Image_2_SYVN1-MTR4-MAT2A Signaling Axis Regulates Methionine Metabolism in Glioma Cells.TIF (3.17 MB)
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Image_2_SYVN1-MTR4-MAT2A Signaling Axis Regulates Methionine Metabolism in Glioma Cells.TIF

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posted on 30.03.2021, 04:39 by Lude Wang, Bin Hu, Kailing Pan, Jie Chang, Xiaoya Zhao, Lin Chen, Haiping Lin, Jing Wang, Gezhi Zhou, Wenxia Xu, Jianlie Yuan

Methionine is one of the essential amino acids. How tumor cells adapt and adjust their signal transduction networks to avoid apoptosis in a methionine-restricted environment is worthy of further exploration. In this study, we investigated the molecular mechanism of glioma response to methionine restriction, providing a theoretical basis for new treatment strategies for glioma.

Methods

We constructed methionine-restriction-tolerant cells in order to study the response of glioma to a methionine-restricted environment. The transcriptome analysis of the tolerant cells showed significant changes in MAT2A. Western blotting, immunohistochemistry, quantitative real-time PCR, colony formation assays, and other experiments were used to verify the role of MAT2A in glioma genesis. In addition, the regulatory mechanism of MAT2A mRNA nuclear export was investigated by transfection, plasma nucleation separation, and co-immunoprecipitation.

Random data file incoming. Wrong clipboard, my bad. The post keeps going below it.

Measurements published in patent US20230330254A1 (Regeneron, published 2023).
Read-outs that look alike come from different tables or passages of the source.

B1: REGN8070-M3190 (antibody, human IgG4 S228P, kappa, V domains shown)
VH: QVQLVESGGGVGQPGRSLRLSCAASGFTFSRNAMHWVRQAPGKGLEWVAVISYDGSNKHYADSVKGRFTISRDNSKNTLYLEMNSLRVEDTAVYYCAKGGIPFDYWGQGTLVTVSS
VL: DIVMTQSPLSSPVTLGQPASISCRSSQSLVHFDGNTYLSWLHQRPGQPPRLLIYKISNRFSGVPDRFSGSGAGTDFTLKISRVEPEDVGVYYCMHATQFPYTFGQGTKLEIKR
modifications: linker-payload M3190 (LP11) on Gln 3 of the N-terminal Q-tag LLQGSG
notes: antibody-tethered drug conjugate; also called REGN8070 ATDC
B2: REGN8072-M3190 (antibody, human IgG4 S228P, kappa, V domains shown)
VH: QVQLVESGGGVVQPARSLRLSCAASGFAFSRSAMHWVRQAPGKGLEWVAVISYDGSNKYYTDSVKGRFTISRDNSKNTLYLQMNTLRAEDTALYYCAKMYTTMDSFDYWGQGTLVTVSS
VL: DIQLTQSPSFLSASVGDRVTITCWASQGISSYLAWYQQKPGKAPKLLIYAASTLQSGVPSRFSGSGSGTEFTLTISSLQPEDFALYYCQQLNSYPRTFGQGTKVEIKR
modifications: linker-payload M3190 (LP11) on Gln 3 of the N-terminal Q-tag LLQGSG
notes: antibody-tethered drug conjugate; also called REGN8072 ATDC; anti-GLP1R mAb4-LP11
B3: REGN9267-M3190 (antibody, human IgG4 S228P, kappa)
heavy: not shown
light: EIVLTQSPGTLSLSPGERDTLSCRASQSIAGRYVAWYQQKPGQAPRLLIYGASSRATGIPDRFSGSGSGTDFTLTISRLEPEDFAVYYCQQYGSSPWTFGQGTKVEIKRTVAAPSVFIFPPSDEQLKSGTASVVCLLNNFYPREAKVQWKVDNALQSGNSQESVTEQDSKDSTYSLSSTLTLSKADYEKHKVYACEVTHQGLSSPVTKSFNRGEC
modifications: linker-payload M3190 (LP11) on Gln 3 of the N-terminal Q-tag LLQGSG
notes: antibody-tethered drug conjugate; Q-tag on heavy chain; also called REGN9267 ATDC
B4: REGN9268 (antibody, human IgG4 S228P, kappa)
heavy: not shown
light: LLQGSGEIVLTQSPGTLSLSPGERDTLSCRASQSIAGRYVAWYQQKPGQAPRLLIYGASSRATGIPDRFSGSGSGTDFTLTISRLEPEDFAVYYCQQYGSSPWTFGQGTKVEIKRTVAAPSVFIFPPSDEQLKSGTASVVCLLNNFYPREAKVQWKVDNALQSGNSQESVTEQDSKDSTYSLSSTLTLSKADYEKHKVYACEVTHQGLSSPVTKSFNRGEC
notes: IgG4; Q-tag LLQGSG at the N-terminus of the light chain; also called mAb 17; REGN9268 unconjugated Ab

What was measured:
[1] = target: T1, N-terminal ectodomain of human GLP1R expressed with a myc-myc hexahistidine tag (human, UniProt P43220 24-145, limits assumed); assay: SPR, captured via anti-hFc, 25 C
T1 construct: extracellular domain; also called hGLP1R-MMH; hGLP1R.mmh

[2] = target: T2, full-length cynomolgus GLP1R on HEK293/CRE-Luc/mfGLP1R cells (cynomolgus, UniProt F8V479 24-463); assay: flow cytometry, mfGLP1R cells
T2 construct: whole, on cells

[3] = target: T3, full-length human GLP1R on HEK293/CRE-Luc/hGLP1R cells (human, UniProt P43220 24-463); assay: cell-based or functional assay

Results

Under methionine restriction, glioma cells showed high expression of MAT2A, and an inhibitor of MAT2A reduced the proliferation of tumor cells. The expression of MAT2A was positively correlated with World Health Organization-grade glioma. High expression of MAT2A was related to increased transfer of its mRNA out of the nucleus. The expression of nuclear export regulatory molecule MTR4 could affect the export of MAT2A mRNA. In a methionine-restricted environment, ubiquitination of MTR4 was enhanced, and thus its protein level was reduced. The E3 ubiquitin ligase was verified to be SYVN1.

Conclusion

In summary, methionine restriction leads to increased ubiquitination of MTR4, which promotes the transfer of MAT2A mRNA out of the nucleus and MAT2A protein expression. MAT2A promotes histone methylation, prompting cells to proliferate in a methionine-restricted environment.

History

References